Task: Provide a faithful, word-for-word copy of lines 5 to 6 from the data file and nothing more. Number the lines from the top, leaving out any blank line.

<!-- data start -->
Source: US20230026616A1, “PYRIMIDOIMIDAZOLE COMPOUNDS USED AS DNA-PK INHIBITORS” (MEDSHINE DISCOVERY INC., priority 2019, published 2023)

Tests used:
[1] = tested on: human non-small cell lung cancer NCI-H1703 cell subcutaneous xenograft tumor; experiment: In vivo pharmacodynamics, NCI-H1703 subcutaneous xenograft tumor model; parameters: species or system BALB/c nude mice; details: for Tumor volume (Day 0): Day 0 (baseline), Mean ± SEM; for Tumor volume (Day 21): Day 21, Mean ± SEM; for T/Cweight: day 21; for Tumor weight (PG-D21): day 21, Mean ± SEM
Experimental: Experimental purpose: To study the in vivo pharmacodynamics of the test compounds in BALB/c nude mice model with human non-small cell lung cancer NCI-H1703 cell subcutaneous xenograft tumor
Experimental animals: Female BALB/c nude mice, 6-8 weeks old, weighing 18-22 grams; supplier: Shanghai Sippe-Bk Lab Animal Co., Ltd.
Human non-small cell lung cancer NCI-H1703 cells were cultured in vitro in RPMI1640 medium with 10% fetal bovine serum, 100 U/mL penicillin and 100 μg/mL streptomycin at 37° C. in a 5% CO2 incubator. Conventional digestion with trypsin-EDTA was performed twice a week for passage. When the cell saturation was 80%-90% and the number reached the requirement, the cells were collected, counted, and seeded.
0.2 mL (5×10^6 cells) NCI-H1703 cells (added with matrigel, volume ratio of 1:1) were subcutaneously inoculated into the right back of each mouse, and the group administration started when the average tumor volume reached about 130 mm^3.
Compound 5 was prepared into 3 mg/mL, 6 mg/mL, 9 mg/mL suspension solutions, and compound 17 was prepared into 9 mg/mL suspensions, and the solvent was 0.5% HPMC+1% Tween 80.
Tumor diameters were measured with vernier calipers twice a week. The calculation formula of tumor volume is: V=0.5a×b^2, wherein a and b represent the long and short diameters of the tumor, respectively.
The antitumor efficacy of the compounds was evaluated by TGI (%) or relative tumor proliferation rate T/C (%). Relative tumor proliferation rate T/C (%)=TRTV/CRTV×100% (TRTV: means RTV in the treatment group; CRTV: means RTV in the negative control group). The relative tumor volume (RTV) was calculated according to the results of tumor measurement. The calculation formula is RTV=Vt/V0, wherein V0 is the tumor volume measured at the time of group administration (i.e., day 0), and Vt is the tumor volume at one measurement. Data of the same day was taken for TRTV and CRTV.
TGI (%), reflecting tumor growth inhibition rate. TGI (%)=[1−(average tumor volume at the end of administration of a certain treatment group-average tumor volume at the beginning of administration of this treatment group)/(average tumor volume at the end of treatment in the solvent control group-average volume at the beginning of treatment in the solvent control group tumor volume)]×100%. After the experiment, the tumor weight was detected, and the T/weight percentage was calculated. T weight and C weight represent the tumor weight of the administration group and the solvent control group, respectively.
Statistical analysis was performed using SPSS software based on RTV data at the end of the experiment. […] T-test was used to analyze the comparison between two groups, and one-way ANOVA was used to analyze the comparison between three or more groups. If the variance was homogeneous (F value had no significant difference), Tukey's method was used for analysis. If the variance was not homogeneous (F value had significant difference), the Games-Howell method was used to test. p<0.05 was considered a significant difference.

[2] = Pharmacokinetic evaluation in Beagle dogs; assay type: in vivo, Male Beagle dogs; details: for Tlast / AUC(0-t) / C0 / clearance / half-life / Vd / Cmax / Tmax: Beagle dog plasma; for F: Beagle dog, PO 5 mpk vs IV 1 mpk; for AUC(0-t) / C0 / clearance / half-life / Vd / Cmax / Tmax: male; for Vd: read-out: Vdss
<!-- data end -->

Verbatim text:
Experimental animals: Female BALB/c nude mice, 6-8 weeks old, weighing 18-22 grams; supplier: Shanghai Sippe-Bk Lab Animal Co., Ltd.
Human non-small cell lung cancer NCI-H1703 cells were cultured in vitro in RPMI1640 medium with 10% fetal bovine serum, 100 U/mL penicillin and 100 μg/mL streptomycin at 37° C. in a 5% CO2 incubator. Conventional digestion with trypsin-EDTA was performed twice a week for passage. When the cell saturation was 80%-90% and the number reached the requirement, the cells were collected, counted, and seeded.